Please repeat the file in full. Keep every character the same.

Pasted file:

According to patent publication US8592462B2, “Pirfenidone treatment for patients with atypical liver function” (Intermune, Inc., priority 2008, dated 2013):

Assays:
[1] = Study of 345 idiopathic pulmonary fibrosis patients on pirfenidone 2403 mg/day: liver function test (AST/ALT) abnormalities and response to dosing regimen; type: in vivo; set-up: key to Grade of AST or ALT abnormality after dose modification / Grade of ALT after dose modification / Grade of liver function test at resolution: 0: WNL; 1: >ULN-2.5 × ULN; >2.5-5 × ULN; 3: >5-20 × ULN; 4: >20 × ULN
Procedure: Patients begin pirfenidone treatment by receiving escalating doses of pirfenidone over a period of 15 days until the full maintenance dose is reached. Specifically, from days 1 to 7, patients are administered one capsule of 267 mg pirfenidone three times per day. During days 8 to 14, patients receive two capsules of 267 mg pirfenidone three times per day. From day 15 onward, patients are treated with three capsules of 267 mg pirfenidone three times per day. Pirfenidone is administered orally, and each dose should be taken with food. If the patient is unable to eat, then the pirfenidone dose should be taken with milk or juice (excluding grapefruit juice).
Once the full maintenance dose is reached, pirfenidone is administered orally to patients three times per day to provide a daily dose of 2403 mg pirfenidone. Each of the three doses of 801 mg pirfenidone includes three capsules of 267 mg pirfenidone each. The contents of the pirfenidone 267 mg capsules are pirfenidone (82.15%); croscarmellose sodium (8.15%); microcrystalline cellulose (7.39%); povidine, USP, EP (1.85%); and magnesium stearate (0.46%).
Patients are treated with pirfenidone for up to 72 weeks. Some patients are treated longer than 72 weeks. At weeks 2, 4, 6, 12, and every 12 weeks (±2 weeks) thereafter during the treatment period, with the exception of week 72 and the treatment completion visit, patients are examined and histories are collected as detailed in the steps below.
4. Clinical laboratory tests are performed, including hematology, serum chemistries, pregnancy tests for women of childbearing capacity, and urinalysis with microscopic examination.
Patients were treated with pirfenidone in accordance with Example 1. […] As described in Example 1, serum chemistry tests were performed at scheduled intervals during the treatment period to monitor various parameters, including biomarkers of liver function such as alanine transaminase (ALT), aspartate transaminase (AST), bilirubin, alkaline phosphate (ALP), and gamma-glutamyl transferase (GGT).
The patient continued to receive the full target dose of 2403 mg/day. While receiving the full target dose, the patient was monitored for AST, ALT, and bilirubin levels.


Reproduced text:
According to patent publication US8592462B2, “Pirfenidone treatment for patients with atypical liver function” (Intermune, Inc., priority 2008, dated 2013):

Assays:
[1] = Study of 345 idiopathic pulmonary fibrosis patients on pirfenidone 2403 mg/day: liver function test (AST/ALT) abnormalities and response to dosing regimen; type: in vivo; set-up: key to Grade of AST or ALT abnormality after dose modification / Grade of ALT after dose modification / Grade of liver function test at resolution: 0: WNL; 1: >ULN-2.5 × ULN; >2.5-5 × ULN; 3: >5-20 × ULN; 4: >20 × ULN
Procedure: Patients begin pirfenidone treatment by receiving escalating doses of pirfenidone over a period of 15 days until the full maintenance dose is reached. Specifically, from days 1 to 7, patients are administered one capsule of 267 mg pirfenidone three times per day. During days 8 to 14, patients receive two capsules of 267 mg pirfenidone three times per day. From day 15 onward, patients are treated with three capsules of 267 mg pirfenidone three times per day. Pirfenidone is administered orally, and each dose should be taken with food. If the patient is unable to eat, then the pirfenidone dose should be taken with milk or juice (excluding grapefruit juice).
Once the full maintenance dose is reached, pirfenidone is administered orally to patients three times per day to provide a daily dose of 2403 mg pirfenidone. Each of the three doses of 801 mg pirfenidone includes three capsules of 267 mg pirfenidone each. The contents of the pirfenidone 267 mg capsules are pirfenidone (82.15%); croscarmellose sodium (8.15%); microcrystalline cellulose (7.39%); povidine, USP, EP (1.85%); and magnesium stearate (0.46%).
Patients are treated with pirfenidone for up to 72 weeks. Some patients are treated longer than 72 weeks. At weeks 2, 4, 6, 12, and every 12 weeks (±2 weeks) thereafter during the treatment period, with the exception of week 72 and the treatment completion visit, patients are examined and histories are collected as detailed in the steps below.
4. Clinical laboratory tests are performed, including hematology, serum chemistries, pregnancy tests for women of childbearing capacity, and urinalysis with microscopic examination.
Patients were treated with pirfenidone in accordance with Example 1. […] As described in Example 1, serum chemistry tests were performed at scheduled intervals during the treatment period to monitor various parameters, including biomarkers of liver function such as alanine transaminase (ALT), aspartate transaminase (AST), bilirubin, alkaline phosphate (ALP), and gamma-glutamyl transferase (GGT).
The patient continued to receive the full target dose of 2403 mg/day. While receiving the full target dose, the patient was monitored for AST, ALT, and bilirubin levels.